Although some dovish members could conceivably contend that the Fed has failed to foster a more inclusive labor market in line with the tweaked language around the employment mandate, any protestations won’t be enough to deter a hike, according to Goldman.
Hatzius and Mericle also addressed the possibility that a handful of small rate hikes might be insufficient or, considering the nature of current price pressures, simply ineffective, at bringing down inflation.
“We are often asked whether a couple of 25bps rate hikes will really be enough to soften demand and bring inflation under control,” they wrote, before answering as follows:
The answer is that we do not expect monetary policy to do the bulk of the work. The large, steady decline in the level of fiscal support through the end of next year will provide the great majority of the policy tightening that should eventually slow growth to trend, once near-term boosts from further reopening, restocking and spending of pent-up savings diminish.
The problem is, none of this really gets at the real issue — namely, supply chain disruptions as manifested in, most dramatically, traffic jams at crucial container ports.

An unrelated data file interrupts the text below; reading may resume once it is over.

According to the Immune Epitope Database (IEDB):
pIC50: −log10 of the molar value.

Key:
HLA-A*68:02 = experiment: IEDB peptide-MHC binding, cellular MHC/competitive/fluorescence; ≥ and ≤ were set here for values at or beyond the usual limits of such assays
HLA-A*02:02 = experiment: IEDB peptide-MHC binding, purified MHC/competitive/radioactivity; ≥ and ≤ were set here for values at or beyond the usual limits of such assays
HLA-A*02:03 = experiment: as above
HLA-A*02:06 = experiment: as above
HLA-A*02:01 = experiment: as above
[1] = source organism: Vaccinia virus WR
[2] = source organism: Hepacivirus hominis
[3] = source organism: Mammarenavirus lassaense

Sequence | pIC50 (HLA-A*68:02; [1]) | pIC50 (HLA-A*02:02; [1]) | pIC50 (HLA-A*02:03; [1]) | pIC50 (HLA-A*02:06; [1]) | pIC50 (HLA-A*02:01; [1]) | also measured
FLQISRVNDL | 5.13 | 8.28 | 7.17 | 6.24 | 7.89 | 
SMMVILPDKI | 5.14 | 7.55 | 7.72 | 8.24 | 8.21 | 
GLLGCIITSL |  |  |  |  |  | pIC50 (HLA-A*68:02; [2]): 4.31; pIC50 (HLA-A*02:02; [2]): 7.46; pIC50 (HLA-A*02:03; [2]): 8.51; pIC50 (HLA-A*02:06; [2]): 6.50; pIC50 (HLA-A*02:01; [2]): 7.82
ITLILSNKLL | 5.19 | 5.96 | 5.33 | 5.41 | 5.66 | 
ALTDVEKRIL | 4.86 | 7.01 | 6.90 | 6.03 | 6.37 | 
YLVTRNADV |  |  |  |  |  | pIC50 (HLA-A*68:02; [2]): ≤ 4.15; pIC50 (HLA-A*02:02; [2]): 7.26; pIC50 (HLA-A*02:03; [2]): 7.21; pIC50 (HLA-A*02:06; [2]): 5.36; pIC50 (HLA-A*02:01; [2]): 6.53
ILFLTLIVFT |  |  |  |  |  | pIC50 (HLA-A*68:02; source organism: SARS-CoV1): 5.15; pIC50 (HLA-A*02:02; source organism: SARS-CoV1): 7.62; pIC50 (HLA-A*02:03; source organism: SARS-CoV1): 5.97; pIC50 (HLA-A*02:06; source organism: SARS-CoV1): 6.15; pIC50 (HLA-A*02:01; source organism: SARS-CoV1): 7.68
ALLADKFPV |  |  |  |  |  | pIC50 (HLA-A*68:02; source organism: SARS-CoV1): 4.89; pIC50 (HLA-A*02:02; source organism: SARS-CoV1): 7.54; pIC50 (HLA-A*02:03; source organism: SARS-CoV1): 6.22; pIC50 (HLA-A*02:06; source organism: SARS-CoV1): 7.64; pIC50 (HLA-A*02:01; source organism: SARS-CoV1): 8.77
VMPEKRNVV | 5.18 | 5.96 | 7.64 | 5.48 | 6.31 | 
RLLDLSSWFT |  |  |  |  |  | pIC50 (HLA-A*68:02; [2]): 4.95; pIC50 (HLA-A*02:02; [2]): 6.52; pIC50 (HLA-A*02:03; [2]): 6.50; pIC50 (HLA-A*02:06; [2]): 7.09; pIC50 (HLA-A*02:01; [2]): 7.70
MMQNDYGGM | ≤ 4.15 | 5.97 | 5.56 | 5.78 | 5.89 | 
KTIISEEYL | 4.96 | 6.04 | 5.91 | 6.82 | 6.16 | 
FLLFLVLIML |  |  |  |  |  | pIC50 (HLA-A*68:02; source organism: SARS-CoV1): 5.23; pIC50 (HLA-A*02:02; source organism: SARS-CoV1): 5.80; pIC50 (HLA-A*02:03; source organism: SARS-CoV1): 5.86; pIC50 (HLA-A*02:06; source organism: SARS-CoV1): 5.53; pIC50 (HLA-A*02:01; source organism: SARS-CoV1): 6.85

Goldman addressed that as best they could, but the implicit question (i.e., “How long will it take to restore a sense of normalcy to a globalized world after a deadly virus kills five million people in less than two years and forever alters the way we think about sourcing, producing and spending?”) is obviously unanswerable.
One thought on “‘By One Full Year’: Goldman Shifts Fed Call Dramatically”
On a short drive through my hometown of Pasadena the other day, I noticed as many as 1-2 shuttered businesses for every ten that I passed. Most of them were mom and pop type places like restaurants, hair and nail salons, small gyms and yoga studios. All of them were hit hard by Covid, and my guess is that many of them will not reopen anytime soon for just that reason, especially if cases continue to wax and wane. With government aid for these kinds of businesses nearly exhausted, is anyone keeping track of these small business failures and their impact on our economy? Do these small business owners, and their employees, represent a large portion of our unemployed population that has resisted taking other “available” jobs in our service economy? I know that residential real estate prices are through the roof, but what about the cost or rents for small commercial spaces? Is it at least falling to some appreciable degree? How is “transitory inflation” currently affecting small business start-up costs? Truly, there can be no “full recovery” until these businesses get back on their feet too.